Causes and Risk Factors of Carbon Monoxide Poisoning

Learn to Recognize When CO Poisoning Happens

Carbon monoxide poisoning is caused by inhalation of carbon monoxide (CO) gas. The gas is odorless and colorless. It binds to hemoglobin, the iron-based protein in red blood cells that makes them red and carries oxygen. It only takes a small amount of carbon monoxide in the air to bump oxygen molecules off of the hemoglobin, and the amount usually comes accidentally from various sources of combustion.

carbon monoxide poisoning causes and risk factors
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Common Accidental Causes

Carbon monoxide is a product of combustion. Any combustion will give it off. Car exhaust is a well-known source, but so are wood fires and gas appliances—stoves, fireplaces, and water heaters, for example.

Poor ventilation in closed space leads to most carbon monoxide poisoning.

Some instances of accidental carbon monoxide poisoning come from inappropriate use of devices such as stoves, barbecues, or generators inside homes or buildings. However, most incidents are from equipment failure usually related to the ventilation of things like furnaces or motor vehicles.

Disaster Response/Recovery

Carbon monoxide is produced by many survival items used during natural disasters. It is common during the recovery period following a disaster to see increased emergency department visits for carbon monoxide poisoning.

The use of these devices should always include taking safety precautions to avoid exposure to CO gas.

Using survival items like generators or camp stoves is often done in less than ideal conditions. Often, the makeshift nature of the situation can make it easy to forget basic ventilation needs.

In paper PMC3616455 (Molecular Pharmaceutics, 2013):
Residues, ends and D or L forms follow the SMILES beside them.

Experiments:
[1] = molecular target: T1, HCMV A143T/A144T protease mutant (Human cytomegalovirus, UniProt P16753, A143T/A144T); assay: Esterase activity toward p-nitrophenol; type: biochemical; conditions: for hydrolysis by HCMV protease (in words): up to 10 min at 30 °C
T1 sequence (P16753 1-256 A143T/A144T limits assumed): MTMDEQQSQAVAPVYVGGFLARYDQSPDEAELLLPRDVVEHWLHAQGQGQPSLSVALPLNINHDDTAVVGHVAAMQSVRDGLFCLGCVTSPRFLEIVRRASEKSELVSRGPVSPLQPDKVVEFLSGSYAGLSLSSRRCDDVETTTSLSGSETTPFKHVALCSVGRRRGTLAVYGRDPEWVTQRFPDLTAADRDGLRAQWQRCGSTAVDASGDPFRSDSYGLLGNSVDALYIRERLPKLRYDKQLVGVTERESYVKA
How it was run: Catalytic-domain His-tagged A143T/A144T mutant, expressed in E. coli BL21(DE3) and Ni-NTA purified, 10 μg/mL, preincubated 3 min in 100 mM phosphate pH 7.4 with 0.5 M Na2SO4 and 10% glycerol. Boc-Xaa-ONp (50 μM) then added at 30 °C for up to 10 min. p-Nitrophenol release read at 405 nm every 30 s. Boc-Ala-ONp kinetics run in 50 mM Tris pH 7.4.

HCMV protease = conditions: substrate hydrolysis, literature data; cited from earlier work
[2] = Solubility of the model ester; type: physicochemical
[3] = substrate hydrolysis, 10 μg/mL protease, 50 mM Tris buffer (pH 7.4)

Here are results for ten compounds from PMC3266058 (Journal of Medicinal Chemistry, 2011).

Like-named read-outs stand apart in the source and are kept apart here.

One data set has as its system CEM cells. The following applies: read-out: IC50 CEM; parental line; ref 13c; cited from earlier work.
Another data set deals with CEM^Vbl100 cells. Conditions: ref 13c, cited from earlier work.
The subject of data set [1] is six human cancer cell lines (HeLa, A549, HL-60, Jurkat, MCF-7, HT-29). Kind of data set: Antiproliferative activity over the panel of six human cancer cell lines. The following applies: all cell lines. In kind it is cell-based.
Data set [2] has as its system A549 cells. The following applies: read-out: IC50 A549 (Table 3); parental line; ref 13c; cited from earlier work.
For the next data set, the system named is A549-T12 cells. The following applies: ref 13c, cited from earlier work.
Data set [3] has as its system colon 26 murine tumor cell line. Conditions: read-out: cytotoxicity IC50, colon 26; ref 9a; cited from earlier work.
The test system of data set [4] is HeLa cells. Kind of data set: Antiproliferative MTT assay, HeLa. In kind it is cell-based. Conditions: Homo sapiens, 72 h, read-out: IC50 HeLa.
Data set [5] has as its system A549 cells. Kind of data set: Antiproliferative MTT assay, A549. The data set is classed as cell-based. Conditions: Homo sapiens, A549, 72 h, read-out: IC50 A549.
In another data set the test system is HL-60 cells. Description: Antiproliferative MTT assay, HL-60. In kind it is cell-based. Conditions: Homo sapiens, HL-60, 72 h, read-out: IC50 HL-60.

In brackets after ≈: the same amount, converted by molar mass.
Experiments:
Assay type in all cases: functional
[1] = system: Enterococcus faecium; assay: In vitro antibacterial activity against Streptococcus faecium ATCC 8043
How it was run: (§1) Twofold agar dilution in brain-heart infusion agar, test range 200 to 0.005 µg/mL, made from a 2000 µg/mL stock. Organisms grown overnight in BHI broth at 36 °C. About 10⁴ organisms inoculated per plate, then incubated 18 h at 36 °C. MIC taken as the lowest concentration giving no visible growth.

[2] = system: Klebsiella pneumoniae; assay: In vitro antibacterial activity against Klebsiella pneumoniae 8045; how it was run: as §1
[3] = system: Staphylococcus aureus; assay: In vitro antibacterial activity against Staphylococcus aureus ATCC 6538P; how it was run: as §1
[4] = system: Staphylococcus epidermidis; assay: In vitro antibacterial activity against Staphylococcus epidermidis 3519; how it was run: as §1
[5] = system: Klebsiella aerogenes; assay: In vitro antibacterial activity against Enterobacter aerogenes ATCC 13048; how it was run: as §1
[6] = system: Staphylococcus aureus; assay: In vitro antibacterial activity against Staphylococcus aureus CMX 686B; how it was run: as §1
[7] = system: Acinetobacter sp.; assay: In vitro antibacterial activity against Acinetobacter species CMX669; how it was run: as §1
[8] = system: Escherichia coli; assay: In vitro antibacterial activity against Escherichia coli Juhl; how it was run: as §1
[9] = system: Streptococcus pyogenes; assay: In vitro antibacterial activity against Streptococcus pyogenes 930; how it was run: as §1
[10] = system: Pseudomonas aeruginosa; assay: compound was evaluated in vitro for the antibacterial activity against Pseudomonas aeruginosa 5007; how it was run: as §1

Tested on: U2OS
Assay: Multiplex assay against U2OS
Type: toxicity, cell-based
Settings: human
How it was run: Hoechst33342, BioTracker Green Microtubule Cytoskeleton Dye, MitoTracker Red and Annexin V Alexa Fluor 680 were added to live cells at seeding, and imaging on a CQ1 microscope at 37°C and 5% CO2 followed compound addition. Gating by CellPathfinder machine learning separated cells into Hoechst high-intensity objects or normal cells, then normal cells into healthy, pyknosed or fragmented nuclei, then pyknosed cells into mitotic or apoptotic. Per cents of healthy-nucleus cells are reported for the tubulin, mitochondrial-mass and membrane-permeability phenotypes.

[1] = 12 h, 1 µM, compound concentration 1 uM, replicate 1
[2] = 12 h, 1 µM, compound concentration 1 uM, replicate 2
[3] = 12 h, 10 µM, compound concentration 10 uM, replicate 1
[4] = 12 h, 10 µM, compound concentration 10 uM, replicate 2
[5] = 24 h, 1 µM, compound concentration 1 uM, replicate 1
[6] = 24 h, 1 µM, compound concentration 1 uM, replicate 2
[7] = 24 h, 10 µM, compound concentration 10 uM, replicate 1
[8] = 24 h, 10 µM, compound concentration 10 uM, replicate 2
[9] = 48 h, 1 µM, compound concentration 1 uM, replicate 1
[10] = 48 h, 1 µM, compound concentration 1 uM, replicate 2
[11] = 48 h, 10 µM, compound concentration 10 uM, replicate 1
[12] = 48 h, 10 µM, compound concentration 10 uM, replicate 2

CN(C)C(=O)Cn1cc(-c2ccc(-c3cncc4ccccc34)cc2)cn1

Intentional Poisoning

About 4% of all suicides in the United States use some form of gas. Of those, 73% involved carbon monoxide poisoning.

Alcohol is often a factor in intentional carbon monoxide poisoning cases.

The source of CO gas in the vast majority of all intentional carbon monoxide poisoning comes from motor vehicles or other combustion engines. Burning coal accounts for approximately 13%, a distant second.

Acute vs. Chronic Exposure

Carbon monoxide poisoning occurs from a buildup of CO gas in the bloodstream, measured by the amount of hemoglobin that is saturated with carbon monoxide molecules. The binding of hemoglobin and carbon monoxide creates what is known as carboxyhemoglobin. High levels of carboxyhemoglobin lead to tissue damage in the brain and heart from a combination of blocking oxygen and of causing inflammation.

Building up carboxyhemoglobin can happen slowly (chronic exposure) or quickly (acute exposure). Chronic exposure is often caused by a faulty or poorly ventilated appliance in the home that leads to the presence of low concentrations of carbon monoxide in the air. Think of this as a slowly leaking roof that eventually fills up a bucket placed below it.

Symptoms of chronic exposure often go unrecognized for long periods and carbon monoxide poisoning might not be reported.